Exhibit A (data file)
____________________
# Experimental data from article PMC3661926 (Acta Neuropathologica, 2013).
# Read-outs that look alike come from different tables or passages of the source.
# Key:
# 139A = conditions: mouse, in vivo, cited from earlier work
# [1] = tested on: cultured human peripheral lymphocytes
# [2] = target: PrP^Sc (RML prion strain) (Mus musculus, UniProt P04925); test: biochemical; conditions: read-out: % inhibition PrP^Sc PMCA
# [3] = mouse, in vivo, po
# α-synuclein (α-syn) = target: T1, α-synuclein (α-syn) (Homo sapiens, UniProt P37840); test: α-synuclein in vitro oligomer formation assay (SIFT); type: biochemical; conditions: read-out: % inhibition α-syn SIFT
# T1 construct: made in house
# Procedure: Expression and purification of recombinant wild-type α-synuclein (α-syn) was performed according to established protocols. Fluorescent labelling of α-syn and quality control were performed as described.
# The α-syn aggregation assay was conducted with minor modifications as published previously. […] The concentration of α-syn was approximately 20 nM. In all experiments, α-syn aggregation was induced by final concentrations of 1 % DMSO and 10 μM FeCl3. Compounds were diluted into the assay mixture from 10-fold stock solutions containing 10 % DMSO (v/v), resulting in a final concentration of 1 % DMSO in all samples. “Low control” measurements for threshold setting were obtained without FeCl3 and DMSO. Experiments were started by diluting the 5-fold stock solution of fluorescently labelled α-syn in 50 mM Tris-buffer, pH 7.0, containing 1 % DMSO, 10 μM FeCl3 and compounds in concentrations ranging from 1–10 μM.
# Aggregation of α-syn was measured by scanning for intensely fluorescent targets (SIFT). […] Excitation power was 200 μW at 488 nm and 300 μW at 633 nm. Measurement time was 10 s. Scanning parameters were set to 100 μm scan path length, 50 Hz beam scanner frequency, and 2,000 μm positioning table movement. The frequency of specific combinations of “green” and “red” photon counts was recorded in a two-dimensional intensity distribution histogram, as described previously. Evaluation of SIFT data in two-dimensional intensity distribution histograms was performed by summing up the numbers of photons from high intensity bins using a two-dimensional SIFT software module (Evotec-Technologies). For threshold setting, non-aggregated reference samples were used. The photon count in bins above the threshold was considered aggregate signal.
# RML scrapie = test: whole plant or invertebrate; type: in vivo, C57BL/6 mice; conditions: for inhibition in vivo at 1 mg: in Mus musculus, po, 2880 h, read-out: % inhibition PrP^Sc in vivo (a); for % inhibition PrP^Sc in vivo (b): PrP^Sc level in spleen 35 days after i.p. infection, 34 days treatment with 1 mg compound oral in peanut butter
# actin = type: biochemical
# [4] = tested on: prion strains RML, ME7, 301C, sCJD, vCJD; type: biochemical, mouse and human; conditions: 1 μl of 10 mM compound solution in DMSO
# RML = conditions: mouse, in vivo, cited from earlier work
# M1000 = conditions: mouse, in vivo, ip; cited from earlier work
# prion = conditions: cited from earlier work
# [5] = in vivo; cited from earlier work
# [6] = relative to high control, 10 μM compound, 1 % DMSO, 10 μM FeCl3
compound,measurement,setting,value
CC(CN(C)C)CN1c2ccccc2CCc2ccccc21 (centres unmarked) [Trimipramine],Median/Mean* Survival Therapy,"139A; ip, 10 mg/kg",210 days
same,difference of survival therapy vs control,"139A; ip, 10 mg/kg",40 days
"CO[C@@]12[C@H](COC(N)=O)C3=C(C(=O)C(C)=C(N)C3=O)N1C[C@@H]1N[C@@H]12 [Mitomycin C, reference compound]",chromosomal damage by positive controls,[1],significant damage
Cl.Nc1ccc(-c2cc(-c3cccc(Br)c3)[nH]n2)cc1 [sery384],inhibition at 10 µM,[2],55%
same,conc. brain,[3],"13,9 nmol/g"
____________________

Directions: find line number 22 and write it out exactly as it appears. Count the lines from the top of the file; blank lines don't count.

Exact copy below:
CC(CN(C)C)CN1c2ccccc2CCc2ccccc21 (centres unmarked) [Trimipramine],Median/Mean* Survival Therapy,"139A; ip, 10 mg/kg",210 days